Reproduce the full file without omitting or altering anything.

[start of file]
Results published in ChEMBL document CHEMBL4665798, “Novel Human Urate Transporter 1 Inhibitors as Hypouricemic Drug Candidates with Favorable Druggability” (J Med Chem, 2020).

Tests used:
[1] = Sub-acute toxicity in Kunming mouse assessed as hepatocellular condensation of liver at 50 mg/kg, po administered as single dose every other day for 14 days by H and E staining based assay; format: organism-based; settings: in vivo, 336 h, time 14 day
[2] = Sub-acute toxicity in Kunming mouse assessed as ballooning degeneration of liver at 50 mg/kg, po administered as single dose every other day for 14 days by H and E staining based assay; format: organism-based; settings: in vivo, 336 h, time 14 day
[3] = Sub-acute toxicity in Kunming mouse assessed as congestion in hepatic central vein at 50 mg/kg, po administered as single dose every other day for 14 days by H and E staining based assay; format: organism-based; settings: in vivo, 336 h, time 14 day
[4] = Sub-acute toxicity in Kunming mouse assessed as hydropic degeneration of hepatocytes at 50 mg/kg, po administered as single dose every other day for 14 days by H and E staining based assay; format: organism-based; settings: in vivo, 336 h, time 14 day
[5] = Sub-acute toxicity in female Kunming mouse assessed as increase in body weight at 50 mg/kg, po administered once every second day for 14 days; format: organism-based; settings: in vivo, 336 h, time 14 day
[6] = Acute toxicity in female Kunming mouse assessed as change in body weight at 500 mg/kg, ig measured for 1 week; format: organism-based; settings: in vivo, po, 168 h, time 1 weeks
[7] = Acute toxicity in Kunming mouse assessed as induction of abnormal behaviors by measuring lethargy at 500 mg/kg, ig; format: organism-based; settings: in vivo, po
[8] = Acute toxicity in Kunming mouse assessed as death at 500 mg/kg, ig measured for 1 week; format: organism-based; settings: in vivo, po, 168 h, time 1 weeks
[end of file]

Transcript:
Results published in ChEMBL document CHEMBL4665798, “Novel Human Urate Transporter 1 Inhibitors as Hypouricemic Drug Candidates with Favorable Druggability” (J Med Chem, 2020).

Tests used:
[1] = Sub-acute toxicity in Kunming mouse assessed as hepatocellular condensation of liver at 50 mg/kg, po administered as single dose every other day for 14 days by H and E staining based assay; format: organism-based; settings: in vivo, 336 h, time 14 day
[2] = Sub-acute toxicity in Kunming mouse assessed as ballooning degeneration of liver at 50 mg/kg, po administered as single dose every other day for 14 days by H and E staining based assay; format: organism-based; settings: in vivo, 336 h, time 14 day
[3] = Sub-acute toxicity in Kunming mouse assessed as congestion in hepatic central vein at 50 mg/kg, po administered as single dose every other day for 14 days by H and E staining based assay; format: organism-based; settings: in vivo, 336 h, time 14 day
[4] = Sub-acute toxicity in Kunming mouse assessed as hydropic degeneration of hepatocytes at 50 mg/kg, po administered as single dose every other day for 14 days by H and E staining based assay; format: organism-based; settings: in vivo, 336 h, time 14 day
[5] = Sub-acute toxicity in female Kunming mouse assessed as increase in body weight at 50 mg/kg, po administered once every second day for 14 days; format: organism-based; settings: in vivo, 336 h, time 14 day
[6] = Acute toxicity in female Kunming mouse assessed as change in body weight at 500 mg/kg, ig measured for 1 week; format: organism-based; settings: in vivo, po, 168 h, time 1 weeks
[7] = Acute toxicity in Kunming mouse assessed as induction of abnormal behaviors by measuring lethargy at 500 mg/kg, ig; format: organism-based; settings: in vivo, po
[8] = Acute toxicity in Kunming mouse assessed as death at 500 mg/kg, ig measured for 1 week; format: organism-based; settings: in vivo, po, 168 h, time 1 weeks